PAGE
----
Of direct benefit to my long-term career path? In truth, nothing Earth shattering. Nothing I’d planned on in advance (making what follows a rather round-about explanation).
I went for the Theory stream, but happened to arrive at the tail end of a departmental shake-up, at a time when most of the Theorists were scattered to the winds, or on sabbatical, so that while I happened to arrive the load was being carried by an unproven dingbat from the 22-varieties of Lockean liberalism school of thought. It also happens that I was heavily involved at my undergrad university – setting up a student association, helping out with the department, serving on the Board of Governors – and decided that it would be better (given that I wasn’t expecting to be there long) to focus on the books.
So, two mistakes: I didn’t make sure that the profs I wanted to work with would actually be on campus that year, and I opted not to play the career whore. On the other hand, by chance, a number of the fellow students I got to know best were those whose first language wasn’t English. One asked if I’d look over his paper, I did so and went to town on it. He was highly impressed, and I acquired a reputation as a first-rate editor. That led to a lot of work that I rather enjoy. First papers, then theses, now book chapters; from those classmates, or their friends, or friends of friends. All those works in process do wonders for feeding my brain. It also set me up to edit a journal at Academia Sinica, which is a very nice part-time position and looks like gold on my resume over here.
Aside from the push towards editing, long-term, the Poli-Sci MA will probably turn out to be most useful as a bridge. My BA is in History. As an undergrad I focused on intellectual history (specifically the migration of ideas between the arts and politics, especially in revolutions). The Poli-Sci MA focused on Rational Choice theory and how emotions distort (or inform) reasoning. Given that focus, my adviser suggested that I take a course being offered in the English department that combined political theory, philosophy and Shakespeare. I did so, was blown away, and ended up doing a second MA in English Lit (and going back to the theme of my History BA by looking at Machiavelli’s influence on Shakespeare). That’s had it’s own spin-off effects.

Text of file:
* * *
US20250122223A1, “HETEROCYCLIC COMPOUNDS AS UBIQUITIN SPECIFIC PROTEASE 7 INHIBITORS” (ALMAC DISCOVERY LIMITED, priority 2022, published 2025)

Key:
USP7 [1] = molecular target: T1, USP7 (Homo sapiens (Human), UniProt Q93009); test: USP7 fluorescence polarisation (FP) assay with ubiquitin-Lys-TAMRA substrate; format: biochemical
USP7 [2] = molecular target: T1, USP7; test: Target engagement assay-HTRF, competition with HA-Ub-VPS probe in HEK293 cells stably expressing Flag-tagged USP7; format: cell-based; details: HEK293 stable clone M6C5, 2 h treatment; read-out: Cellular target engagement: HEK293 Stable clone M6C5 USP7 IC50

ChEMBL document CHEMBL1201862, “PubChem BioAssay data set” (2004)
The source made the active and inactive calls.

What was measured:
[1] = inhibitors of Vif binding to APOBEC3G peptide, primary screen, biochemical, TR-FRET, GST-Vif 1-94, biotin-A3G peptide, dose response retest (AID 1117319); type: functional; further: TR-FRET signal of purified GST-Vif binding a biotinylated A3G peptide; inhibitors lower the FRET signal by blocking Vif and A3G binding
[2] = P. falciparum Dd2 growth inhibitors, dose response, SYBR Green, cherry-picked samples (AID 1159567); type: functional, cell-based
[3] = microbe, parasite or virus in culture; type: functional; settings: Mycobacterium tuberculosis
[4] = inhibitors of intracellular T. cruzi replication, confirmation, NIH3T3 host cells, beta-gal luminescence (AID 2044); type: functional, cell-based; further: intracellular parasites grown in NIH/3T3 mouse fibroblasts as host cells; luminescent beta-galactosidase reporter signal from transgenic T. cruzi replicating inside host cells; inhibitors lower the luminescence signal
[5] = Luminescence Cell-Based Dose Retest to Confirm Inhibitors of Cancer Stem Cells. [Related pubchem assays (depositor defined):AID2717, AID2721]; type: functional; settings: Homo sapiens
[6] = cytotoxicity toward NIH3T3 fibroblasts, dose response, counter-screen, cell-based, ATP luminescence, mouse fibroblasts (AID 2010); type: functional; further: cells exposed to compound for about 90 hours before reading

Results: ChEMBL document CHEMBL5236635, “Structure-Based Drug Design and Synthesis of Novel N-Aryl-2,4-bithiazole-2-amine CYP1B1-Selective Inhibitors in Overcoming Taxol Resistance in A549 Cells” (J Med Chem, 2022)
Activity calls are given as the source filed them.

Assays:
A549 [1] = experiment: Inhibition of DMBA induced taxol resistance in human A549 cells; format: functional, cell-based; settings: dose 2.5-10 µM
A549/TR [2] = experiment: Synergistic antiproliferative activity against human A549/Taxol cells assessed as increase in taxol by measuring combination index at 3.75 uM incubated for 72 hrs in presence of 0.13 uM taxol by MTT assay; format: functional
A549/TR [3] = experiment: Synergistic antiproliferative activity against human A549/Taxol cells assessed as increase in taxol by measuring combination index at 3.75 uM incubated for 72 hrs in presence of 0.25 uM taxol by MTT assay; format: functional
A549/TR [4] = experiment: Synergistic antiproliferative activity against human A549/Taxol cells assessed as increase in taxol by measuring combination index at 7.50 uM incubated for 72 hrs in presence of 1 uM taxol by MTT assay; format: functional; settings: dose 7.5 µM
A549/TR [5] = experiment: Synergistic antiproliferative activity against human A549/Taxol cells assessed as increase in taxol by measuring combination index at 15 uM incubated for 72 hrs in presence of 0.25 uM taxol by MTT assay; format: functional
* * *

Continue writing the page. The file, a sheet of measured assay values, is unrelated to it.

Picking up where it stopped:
The editorial work I started doing for classmates in Poli-Sci grew into a small business and led to work in other fields – including a bit of speech writing – particularly after I launched into the English MA. It’s not what I’d planned on–being a university prof–but it’s interesting and pays the bills. However, as a dedicated jack-of-all trades, finding a university faculty position would be tricky now, because for all the talk given to interdisciplinary studies, faculty hiring is about turf battles, jumping through hoops, and ticking off the right boxes on some weird-ass checklist, and I’m a round peg looking for a square hole. I may still take up the Behavioral Economics Ph.D to add another tool set to my bag of tricks. It would make me look even more like an intellectual platypus, but would enrich my outlook (if not my bank account). And who knows what the spin-offs would be.
My plans are always reshaped by the unexpected, and long-term plans have so much built in wiggle room that I’m not sure it’s legitimate to call them anything more than an outline. I don’t know… maybe that’s most useful as a guide to what you should avoid.